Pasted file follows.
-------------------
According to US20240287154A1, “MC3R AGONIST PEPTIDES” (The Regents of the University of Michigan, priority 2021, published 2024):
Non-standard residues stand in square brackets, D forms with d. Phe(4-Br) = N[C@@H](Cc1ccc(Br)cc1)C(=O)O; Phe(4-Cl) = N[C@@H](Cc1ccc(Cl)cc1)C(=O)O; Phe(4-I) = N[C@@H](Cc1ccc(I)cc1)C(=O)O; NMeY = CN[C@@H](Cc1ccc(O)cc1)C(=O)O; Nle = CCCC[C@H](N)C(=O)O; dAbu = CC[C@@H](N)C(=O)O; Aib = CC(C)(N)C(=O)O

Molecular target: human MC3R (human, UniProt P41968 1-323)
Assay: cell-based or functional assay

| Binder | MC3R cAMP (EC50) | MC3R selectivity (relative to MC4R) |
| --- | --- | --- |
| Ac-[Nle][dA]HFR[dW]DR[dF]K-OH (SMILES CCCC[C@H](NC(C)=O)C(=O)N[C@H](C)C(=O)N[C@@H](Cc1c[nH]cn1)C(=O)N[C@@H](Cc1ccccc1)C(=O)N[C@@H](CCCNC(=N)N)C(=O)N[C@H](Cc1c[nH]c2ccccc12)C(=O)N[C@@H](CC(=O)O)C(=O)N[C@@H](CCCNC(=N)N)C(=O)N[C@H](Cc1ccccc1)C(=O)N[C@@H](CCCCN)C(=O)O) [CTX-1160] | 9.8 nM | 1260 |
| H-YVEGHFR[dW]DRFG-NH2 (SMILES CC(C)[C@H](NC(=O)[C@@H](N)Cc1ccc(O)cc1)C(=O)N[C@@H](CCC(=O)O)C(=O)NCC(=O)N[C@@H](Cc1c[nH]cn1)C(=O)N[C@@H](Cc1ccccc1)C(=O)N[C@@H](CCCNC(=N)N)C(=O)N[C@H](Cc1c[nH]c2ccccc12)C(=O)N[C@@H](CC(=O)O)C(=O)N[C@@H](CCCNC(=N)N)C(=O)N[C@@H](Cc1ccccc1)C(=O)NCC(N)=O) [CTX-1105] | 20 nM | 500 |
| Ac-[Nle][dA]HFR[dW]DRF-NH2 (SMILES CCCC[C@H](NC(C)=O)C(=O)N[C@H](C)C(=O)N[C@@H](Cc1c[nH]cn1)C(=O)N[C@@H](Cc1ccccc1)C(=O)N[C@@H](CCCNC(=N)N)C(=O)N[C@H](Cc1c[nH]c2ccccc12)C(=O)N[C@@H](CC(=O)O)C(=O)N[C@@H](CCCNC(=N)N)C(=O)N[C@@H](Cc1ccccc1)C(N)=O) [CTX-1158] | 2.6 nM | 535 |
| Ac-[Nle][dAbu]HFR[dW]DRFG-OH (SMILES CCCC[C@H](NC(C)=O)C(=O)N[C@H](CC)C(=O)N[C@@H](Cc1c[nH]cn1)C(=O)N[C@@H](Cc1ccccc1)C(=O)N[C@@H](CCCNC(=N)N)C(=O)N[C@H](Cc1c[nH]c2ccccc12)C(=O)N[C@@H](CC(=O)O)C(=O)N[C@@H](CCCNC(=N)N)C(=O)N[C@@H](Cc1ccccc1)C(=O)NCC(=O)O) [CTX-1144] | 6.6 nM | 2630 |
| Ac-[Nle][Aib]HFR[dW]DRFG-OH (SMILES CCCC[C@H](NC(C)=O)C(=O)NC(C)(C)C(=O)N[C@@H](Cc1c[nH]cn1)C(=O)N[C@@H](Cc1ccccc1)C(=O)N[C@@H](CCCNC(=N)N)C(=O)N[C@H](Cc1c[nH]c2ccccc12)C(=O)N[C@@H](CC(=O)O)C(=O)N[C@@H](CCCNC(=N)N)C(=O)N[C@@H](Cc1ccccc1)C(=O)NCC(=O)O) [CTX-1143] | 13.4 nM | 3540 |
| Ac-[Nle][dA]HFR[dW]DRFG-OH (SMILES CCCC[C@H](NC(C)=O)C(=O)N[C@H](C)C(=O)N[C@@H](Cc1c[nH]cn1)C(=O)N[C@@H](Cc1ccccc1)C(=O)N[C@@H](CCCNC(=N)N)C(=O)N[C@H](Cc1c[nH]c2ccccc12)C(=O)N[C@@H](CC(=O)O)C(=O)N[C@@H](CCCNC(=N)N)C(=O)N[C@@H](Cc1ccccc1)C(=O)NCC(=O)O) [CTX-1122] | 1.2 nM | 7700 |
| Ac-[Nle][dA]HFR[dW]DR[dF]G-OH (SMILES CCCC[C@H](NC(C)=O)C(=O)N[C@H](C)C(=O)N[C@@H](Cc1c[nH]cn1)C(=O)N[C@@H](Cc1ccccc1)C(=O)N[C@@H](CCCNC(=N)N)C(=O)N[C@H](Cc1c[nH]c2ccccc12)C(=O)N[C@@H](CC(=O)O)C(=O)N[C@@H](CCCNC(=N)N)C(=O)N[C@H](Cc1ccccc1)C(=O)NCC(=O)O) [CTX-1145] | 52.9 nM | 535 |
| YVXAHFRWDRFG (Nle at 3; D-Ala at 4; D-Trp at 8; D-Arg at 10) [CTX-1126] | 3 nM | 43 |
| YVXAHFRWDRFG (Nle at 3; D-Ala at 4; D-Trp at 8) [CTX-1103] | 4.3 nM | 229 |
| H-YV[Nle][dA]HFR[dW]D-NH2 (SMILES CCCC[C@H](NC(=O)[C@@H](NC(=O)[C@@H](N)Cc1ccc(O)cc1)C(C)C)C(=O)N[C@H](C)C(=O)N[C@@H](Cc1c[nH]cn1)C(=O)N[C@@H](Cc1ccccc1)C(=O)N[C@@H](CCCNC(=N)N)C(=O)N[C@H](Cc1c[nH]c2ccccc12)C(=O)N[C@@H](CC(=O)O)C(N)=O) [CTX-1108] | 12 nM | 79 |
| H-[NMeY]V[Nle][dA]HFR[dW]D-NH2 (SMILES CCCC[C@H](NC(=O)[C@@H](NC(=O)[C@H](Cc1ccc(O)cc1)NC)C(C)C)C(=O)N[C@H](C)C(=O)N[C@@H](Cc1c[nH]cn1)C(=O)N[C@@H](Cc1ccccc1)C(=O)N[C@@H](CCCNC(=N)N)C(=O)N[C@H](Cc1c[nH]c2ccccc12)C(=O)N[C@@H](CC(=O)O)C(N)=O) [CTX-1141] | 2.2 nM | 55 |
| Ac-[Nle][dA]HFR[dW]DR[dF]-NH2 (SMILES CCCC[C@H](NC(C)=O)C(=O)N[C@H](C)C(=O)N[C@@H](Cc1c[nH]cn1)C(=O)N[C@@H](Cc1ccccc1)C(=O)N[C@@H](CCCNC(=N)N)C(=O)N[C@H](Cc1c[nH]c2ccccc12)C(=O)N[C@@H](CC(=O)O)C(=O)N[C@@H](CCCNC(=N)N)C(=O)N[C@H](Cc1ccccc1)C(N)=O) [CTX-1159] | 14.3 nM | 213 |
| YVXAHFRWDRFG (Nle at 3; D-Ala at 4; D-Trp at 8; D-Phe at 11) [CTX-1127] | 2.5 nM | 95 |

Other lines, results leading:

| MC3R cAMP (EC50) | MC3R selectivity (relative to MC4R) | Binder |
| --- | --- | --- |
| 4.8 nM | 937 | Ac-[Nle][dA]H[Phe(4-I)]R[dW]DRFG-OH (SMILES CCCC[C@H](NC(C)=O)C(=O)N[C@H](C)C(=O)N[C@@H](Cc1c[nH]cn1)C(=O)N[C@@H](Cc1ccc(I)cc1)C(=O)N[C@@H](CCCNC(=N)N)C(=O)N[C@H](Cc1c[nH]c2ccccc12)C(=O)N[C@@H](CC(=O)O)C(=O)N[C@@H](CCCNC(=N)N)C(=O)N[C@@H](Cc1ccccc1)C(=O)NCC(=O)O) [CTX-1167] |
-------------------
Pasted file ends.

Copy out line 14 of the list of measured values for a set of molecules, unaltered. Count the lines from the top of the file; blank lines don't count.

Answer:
| YVXAHFRWDRFG (Nle at 3; D-Ala at 4; D-Trp at 8; D-Arg at 10) [CTX-1126] | 3 nM | 43 |